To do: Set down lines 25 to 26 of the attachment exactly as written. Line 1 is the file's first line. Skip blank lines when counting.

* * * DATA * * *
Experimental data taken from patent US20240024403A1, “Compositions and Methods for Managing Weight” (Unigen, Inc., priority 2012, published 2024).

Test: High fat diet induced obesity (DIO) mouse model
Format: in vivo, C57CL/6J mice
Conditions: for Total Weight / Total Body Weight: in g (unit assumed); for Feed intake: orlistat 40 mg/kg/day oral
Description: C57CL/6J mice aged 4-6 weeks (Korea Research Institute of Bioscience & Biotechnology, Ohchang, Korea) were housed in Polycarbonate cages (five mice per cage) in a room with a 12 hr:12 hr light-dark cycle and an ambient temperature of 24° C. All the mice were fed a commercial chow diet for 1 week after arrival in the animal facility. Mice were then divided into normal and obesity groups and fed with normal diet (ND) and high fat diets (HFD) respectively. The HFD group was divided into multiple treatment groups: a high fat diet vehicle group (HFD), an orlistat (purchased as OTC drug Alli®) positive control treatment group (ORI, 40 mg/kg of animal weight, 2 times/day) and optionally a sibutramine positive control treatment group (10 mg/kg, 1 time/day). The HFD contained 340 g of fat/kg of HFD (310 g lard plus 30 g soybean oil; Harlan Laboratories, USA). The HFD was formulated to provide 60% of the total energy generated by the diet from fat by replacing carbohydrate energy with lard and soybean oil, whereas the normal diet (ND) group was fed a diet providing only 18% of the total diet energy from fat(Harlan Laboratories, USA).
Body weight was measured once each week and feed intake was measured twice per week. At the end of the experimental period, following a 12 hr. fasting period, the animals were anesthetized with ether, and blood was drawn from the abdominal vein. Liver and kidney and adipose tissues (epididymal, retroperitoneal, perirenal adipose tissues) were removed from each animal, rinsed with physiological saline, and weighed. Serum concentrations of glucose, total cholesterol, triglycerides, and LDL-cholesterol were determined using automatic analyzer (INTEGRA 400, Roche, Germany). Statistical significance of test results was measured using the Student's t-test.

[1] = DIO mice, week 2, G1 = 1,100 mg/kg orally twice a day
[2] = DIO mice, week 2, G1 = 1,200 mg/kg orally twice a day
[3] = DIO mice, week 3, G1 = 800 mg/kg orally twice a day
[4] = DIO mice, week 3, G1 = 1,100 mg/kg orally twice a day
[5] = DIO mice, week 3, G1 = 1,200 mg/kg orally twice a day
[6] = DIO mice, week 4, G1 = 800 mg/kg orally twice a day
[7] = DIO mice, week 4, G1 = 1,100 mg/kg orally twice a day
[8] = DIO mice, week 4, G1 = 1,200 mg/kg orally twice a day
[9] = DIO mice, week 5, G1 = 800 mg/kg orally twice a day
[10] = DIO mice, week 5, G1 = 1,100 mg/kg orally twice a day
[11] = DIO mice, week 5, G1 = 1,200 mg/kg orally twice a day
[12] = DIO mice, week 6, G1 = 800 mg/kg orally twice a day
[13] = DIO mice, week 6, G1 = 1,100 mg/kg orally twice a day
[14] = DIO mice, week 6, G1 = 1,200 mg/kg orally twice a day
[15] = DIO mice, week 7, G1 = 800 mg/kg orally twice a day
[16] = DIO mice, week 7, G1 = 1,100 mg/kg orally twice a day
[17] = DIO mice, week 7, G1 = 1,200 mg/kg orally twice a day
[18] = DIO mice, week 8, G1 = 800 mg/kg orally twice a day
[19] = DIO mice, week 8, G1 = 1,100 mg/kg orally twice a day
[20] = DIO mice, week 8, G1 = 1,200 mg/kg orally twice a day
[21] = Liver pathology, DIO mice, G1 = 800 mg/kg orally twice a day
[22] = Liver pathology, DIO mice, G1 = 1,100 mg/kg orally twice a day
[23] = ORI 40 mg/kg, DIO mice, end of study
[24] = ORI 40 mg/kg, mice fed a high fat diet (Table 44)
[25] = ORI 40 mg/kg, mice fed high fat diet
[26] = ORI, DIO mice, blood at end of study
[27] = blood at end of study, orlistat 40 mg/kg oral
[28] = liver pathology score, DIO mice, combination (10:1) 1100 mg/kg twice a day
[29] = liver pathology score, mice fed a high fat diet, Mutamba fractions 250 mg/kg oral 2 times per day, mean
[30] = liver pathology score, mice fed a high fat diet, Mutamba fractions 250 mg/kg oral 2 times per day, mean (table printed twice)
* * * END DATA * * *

[19] = DIO mice, week 8, G1 = 1,100 mg/kg orally twice a day
[20] = DIO mice, week 8, G1 = 1,200 mg/kg orally twice a day